The question is asked by Scott E. Carrell and James E. West in a paper in the Journal of Political Economy. The answer?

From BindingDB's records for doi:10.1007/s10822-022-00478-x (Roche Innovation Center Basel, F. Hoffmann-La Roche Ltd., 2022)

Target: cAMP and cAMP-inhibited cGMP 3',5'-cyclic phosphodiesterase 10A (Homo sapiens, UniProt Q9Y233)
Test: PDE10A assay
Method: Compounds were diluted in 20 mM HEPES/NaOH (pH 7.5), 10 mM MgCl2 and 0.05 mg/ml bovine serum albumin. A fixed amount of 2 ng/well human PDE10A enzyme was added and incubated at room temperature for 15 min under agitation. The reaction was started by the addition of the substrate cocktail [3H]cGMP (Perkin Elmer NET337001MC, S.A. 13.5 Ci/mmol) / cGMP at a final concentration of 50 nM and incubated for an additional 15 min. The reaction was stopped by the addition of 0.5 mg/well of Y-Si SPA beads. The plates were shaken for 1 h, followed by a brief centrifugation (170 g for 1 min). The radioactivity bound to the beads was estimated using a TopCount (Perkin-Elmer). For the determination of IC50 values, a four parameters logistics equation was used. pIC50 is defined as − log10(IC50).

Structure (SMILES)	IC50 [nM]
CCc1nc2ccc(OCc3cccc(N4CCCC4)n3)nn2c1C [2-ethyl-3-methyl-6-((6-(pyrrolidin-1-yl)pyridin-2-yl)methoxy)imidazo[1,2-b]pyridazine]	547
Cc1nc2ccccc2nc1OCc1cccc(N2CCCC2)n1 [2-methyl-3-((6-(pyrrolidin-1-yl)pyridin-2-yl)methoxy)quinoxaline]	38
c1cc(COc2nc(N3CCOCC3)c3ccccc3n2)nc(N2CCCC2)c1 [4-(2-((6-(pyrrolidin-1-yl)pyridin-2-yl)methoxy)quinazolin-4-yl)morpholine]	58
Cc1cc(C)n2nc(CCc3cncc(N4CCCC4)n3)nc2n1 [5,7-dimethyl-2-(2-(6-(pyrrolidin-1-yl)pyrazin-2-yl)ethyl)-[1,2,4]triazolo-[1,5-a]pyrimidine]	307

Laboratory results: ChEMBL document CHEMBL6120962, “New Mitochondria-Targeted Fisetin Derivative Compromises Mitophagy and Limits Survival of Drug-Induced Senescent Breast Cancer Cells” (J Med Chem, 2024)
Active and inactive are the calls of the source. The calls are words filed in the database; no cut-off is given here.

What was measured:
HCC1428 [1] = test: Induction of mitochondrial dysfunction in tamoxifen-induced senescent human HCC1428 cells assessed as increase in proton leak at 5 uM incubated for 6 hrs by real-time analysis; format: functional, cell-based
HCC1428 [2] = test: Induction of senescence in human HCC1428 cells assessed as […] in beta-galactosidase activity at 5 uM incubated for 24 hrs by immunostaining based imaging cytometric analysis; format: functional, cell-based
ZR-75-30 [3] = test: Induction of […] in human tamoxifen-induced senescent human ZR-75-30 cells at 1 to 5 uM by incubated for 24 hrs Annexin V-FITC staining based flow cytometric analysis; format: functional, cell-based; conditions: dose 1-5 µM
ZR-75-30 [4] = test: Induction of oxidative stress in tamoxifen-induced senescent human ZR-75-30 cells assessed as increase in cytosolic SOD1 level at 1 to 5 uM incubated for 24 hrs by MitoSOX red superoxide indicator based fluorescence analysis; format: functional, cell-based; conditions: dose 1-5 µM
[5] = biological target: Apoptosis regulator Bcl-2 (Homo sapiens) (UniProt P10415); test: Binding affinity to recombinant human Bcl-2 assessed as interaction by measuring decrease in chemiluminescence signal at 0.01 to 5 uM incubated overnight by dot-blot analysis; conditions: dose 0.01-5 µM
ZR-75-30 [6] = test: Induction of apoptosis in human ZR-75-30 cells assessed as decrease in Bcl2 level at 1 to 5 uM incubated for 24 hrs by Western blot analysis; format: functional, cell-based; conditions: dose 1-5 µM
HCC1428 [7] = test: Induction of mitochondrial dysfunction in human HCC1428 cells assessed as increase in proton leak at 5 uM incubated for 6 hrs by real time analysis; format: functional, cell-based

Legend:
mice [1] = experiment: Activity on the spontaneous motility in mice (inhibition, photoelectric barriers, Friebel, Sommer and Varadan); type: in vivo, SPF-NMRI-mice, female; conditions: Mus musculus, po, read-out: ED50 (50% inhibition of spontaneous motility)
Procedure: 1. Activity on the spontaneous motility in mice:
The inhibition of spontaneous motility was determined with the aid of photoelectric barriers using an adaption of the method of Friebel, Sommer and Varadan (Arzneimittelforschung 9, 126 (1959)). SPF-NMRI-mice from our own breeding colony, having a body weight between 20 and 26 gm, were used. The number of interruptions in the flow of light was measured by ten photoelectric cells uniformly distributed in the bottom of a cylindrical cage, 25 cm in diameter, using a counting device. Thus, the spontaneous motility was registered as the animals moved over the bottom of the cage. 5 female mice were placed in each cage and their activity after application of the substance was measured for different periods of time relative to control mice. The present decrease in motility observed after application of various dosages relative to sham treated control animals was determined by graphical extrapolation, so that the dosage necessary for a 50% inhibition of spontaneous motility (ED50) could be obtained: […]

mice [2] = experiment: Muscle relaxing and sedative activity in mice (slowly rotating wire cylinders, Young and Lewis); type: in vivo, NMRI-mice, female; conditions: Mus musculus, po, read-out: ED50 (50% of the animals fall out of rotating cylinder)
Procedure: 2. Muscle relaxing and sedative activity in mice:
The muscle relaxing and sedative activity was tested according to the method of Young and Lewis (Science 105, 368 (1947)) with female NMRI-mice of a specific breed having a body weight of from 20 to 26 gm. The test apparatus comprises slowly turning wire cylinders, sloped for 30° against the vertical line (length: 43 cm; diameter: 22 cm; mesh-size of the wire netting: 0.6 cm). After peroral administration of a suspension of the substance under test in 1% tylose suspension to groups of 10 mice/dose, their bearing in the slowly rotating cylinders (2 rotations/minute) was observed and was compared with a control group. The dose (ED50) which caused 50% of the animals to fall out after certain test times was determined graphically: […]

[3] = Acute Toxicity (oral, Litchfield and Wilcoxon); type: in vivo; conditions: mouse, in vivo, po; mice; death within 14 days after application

In primary and secondary education, measures of teacher quality are often based on contemporaneous student performance on standardized achievement tests. In the postsecondary environment, scores on student evaluations of professors are typically used to measure teaching quality. We possess unique data that allow us to measure relative student performance in mandatory follow-on classes. We compare metrics that capture these three different notions of instructional quality and present evidence that professors who excel at promoting contemporaneous student achievement teach in ways that improve their student evaluations but harm the follow-on achievement of their students in more advanced classes.But what incentives do the profs have? Basically to get their evaluations up, to hell with what happens after.